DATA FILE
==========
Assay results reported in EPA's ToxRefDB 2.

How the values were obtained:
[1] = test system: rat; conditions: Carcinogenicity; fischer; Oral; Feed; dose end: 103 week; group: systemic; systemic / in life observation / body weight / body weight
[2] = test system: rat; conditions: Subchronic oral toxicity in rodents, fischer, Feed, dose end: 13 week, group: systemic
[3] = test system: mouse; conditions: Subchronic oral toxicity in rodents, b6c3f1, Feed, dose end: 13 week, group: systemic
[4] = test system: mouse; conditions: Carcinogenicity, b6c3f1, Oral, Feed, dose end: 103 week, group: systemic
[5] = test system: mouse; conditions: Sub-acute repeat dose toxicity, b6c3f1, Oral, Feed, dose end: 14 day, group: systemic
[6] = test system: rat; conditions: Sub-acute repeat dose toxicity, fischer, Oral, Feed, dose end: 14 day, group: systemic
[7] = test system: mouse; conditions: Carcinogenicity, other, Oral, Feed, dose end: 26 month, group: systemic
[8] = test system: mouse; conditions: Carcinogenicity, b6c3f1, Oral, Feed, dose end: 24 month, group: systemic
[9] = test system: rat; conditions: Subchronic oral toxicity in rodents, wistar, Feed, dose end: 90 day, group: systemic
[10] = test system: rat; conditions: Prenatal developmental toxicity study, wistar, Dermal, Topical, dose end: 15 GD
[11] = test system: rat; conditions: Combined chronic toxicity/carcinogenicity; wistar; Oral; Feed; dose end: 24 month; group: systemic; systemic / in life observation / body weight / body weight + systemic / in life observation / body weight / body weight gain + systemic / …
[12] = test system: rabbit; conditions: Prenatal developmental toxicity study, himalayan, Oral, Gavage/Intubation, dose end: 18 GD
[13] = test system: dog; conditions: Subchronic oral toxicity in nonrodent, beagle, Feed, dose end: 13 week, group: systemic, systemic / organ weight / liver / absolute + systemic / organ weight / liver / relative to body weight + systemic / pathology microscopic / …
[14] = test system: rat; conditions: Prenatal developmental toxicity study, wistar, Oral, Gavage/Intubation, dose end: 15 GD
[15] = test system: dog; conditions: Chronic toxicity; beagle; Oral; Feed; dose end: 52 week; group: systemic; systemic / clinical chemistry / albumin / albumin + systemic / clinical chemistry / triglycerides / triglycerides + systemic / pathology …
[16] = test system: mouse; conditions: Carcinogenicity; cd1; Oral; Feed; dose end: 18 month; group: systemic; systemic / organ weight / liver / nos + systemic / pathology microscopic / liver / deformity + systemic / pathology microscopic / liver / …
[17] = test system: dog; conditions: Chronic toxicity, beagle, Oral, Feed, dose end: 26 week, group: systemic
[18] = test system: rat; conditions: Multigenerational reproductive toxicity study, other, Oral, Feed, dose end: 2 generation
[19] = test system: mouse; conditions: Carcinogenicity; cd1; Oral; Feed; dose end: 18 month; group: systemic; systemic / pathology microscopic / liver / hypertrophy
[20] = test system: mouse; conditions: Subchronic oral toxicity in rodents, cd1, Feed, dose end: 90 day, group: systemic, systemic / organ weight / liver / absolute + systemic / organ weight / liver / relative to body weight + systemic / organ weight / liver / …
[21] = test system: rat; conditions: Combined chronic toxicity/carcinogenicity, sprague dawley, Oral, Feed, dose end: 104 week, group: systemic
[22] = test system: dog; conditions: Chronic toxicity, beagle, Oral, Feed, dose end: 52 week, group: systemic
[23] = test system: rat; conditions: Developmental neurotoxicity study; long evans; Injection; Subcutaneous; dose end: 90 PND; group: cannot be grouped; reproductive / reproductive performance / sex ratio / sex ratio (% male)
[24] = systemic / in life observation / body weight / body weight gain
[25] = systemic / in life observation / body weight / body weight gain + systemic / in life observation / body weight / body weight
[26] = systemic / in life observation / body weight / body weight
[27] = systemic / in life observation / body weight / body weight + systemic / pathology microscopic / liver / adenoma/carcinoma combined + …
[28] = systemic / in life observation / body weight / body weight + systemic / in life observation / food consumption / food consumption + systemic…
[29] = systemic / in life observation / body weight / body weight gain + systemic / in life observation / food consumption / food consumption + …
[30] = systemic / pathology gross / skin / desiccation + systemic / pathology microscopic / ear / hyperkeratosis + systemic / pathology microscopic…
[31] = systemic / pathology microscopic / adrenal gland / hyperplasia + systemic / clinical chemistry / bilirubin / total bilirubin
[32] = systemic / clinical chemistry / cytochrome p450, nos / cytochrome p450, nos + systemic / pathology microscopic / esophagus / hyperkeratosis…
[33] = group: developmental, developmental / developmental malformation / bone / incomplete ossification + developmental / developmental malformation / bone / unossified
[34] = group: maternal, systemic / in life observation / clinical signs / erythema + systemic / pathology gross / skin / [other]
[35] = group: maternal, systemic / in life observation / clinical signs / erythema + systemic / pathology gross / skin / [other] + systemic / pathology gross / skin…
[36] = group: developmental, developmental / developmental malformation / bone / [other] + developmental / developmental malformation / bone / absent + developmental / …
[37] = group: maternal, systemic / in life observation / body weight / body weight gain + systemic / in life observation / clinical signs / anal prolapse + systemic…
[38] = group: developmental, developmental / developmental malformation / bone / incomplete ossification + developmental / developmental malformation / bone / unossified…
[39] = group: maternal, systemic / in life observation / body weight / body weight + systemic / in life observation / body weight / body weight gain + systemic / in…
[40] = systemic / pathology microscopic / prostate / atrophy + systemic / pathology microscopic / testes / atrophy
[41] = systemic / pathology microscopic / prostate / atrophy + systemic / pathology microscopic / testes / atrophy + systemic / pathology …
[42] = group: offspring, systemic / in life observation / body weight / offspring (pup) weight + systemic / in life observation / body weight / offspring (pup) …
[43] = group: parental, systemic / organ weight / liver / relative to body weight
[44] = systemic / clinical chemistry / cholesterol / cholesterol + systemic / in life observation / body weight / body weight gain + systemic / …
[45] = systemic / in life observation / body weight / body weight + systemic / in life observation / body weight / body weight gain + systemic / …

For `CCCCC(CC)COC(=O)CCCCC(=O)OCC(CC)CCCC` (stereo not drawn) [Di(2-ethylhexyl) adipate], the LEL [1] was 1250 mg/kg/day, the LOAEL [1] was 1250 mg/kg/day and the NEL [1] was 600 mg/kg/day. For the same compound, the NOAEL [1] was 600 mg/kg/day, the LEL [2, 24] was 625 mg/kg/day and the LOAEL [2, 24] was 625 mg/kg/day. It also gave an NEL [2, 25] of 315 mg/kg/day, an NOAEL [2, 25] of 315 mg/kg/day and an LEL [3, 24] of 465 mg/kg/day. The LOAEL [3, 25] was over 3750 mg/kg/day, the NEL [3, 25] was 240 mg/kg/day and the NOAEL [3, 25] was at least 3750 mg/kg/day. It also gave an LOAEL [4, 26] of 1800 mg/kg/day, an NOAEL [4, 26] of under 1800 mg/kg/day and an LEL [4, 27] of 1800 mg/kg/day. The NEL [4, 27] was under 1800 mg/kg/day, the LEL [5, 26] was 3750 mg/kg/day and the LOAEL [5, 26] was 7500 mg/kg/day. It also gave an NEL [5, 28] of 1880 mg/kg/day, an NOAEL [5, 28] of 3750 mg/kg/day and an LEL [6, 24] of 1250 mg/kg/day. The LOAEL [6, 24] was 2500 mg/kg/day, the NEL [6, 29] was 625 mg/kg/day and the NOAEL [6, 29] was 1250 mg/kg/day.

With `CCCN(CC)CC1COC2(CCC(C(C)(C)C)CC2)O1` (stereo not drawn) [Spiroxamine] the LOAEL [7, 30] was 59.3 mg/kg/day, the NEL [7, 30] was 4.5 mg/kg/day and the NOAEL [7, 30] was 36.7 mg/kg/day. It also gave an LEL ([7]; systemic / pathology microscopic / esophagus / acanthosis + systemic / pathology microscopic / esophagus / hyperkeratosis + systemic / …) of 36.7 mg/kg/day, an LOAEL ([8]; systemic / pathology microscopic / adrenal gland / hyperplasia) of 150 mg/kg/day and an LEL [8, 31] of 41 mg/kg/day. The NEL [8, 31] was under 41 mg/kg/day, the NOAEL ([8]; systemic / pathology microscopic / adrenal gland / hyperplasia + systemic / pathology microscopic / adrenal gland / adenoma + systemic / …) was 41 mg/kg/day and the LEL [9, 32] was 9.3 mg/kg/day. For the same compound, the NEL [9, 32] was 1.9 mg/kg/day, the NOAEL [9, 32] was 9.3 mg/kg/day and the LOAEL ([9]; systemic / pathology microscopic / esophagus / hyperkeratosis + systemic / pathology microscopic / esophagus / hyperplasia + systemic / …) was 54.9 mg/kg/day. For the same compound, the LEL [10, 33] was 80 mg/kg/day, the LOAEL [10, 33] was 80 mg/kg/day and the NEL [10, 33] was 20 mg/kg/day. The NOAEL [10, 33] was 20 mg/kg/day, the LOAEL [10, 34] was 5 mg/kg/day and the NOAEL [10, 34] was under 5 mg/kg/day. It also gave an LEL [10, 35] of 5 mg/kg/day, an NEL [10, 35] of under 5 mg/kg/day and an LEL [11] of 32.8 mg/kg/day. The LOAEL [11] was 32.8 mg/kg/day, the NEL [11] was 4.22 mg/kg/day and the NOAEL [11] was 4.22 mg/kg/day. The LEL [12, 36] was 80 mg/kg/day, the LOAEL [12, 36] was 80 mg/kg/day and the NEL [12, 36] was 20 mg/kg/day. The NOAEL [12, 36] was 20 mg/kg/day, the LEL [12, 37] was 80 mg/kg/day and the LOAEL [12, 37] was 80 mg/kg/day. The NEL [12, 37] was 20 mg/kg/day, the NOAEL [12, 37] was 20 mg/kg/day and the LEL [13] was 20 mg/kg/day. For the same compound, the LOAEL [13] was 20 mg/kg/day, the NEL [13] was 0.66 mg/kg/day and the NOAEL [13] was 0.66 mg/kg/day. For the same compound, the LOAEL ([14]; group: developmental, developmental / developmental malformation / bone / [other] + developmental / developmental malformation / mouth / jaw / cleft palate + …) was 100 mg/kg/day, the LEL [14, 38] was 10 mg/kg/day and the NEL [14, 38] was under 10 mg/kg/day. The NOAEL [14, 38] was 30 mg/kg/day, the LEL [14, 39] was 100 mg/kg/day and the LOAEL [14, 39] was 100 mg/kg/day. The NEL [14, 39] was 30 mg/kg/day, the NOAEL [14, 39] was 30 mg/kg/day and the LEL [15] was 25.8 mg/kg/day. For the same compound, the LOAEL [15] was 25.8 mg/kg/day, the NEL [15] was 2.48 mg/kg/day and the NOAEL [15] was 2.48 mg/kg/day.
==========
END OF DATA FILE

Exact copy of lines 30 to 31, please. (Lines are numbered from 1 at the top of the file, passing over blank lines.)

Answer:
[28] = systemic / in life observation / body weight / body weight + systemic / in life observation / food consumption / food consumption + systemic…
[29] = systemic / in life observation / body weight / body weight gain + systemic / in life observation / food consumption / food consumption + …